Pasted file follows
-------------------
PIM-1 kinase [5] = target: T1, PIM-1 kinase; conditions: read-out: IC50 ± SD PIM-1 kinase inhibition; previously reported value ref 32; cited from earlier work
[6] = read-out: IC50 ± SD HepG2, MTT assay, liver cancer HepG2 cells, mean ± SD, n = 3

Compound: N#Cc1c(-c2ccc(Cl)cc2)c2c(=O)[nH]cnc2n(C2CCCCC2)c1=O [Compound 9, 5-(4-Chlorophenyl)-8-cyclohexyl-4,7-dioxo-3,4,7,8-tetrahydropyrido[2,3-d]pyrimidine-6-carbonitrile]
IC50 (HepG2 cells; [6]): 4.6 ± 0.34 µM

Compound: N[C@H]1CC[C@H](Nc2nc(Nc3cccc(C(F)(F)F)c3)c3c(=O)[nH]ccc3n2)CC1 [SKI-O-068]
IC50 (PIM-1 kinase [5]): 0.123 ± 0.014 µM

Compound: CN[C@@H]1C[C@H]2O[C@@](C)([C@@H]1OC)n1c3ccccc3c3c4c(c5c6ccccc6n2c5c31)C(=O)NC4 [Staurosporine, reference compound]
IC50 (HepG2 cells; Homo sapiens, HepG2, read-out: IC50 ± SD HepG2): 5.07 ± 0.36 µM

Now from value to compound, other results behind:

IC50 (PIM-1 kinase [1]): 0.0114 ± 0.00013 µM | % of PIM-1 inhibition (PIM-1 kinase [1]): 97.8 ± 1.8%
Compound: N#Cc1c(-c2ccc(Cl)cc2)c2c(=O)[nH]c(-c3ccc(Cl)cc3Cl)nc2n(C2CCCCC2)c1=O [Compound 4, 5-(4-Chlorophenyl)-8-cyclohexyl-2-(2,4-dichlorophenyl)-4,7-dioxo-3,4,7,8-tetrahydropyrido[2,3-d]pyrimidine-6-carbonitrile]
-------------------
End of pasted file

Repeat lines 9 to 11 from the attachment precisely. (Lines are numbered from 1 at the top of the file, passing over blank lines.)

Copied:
Now from value to compound, other results behind:

IC50 (PIM-1 kinase [1]): 0.0114 ± 0.00013 µM | % of PIM-1 inhibition (PIM-1 kinase [1]): 97.8 ± 1.8%
Compound: N#Cc1c(-c2ccc(Cl)cc2)c2c(=O)[nH]c(-c3ccc(Cl)cc3Cl)nc2n(C2CCCCC2)c1=O [Compound 4, 5-(4-Chlorophenyl)-8-cyclohexyl-2-(2,4-dichlorophenyl)-4,7-dioxo-3,4,7,8-tetrahydropyrido[2,3-d]pyrimidine-6-carbonitrile]